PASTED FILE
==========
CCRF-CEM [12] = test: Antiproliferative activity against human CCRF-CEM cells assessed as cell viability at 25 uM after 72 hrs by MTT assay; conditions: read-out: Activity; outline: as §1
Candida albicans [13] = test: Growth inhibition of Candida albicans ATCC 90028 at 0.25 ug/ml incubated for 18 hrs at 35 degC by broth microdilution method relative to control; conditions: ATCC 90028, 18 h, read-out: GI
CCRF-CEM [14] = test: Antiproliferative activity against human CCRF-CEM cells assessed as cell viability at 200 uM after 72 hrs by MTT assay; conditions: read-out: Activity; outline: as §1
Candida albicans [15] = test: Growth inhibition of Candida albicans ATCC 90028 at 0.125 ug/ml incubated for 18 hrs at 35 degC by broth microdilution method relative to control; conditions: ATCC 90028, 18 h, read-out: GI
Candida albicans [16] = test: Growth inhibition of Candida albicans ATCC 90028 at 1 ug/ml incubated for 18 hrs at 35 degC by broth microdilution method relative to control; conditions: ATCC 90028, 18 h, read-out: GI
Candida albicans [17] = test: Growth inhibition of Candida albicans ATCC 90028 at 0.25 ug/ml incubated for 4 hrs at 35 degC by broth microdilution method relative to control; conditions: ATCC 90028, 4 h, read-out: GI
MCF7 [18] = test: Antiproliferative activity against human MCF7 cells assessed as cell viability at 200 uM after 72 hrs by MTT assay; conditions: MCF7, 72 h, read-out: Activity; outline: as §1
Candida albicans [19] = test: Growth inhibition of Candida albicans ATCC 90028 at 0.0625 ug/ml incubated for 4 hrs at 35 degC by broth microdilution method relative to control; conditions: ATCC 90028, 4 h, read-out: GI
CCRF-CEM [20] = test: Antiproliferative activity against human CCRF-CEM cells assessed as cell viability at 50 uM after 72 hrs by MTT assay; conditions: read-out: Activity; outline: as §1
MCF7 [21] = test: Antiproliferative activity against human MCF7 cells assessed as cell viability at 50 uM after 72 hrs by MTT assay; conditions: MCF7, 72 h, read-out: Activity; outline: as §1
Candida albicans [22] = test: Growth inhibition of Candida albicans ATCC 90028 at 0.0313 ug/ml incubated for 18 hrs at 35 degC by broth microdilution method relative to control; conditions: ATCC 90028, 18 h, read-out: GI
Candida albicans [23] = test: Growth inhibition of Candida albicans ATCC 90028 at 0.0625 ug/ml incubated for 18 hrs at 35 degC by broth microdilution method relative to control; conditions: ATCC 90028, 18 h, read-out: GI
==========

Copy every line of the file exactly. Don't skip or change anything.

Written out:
CCRF-CEM [12] = test: Antiproliferative activity against human CCRF-CEM cells assessed as cell viability at 25 uM after 72 hrs by MTT assay; conditions: read-out: Activity; outline: as §1
Candida albicans [13] = test: Growth inhibition of Candida albicans ATCC 90028 at 0.25 ug/ml incubated for 18 hrs at 35 degC by broth microdilution method relative to control; conditions: ATCC 90028, 18 h, read-out: GI
CCRF-CEM [14] = test: Antiproliferative activity against human CCRF-CEM cells assessed as cell viability at 200 uM after 72 hrs by MTT assay; conditions: read-out: Activity; outline: as §1
Candida albicans [15] = test: Growth inhibition of Candida albicans ATCC 90028 at 0.125 ug/ml incubated for 18 hrs at 35 degC by broth microdilution method relative to control; conditions: ATCC 90028, 18 h, read-out: GI
Candida albicans [16] = test: Growth inhibition of Candida albicans ATCC 90028 at 1 ug/ml incubated for 18 hrs at 35 degC by broth microdilution method relative to control; conditions: ATCC 90028, 18 h, read-out: GI
Candida albicans [17] = test: Growth inhibition of Candida albicans ATCC 90028 at 0.25 ug/ml incubated for 4 hrs at 35 degC by broth microdilution method relative to control; conditions: ATCC 90028, 4 h, read-out: GI
MCF7 [18] = test: Antiproliferative activity against human MCF7 cells assessed as cell viability at 200 uM after 72 hrs by MTT assay; conditions: MCF7, 72 h, read-out: Activity; outline: as §1
Candida albicans [19] = test: Growth inhibition of Candida albicans ATCC 90028 at 0.0625 ug/ml incubated for 4 hrs at 35 degC by broth microdilution method relative to control; conditions: ATCC 90028, 4 h, read-out: GI
CCRF-CEM [20] = test: Antiproliferative activity against human CCRF-CEM cells assessed as cell viability at 50 uM after 72 hrs by MTT assay; conditions: read-out: Activity; outline: as §1
MCF7 [21] = test: Antiproliferative activity against human MCF7 cells assessed as cell viability at 50 uM after 72 hrs by MTT assay; conditions: MCF7, 72 h, read-out: Activity; outline: as §1
Candida albicans [22] = test: Growth inhibition of Candida albicans ATCC 90028 at 0.0313 ug/ml incubated for 18 hrs at 35 degC by broth microdilution method relative to control; conditions: ATCC 90028, 18 h, read-out: GI
Candida albicans [23] = test: Growth inhibition of Candida albicans ATCC 90028 at 0.0625 ug/ml incubated for 18 hrs at 35 degC by broth microdilution method relative to control; conditions: ATCC 90028, 18 h, read-out: GI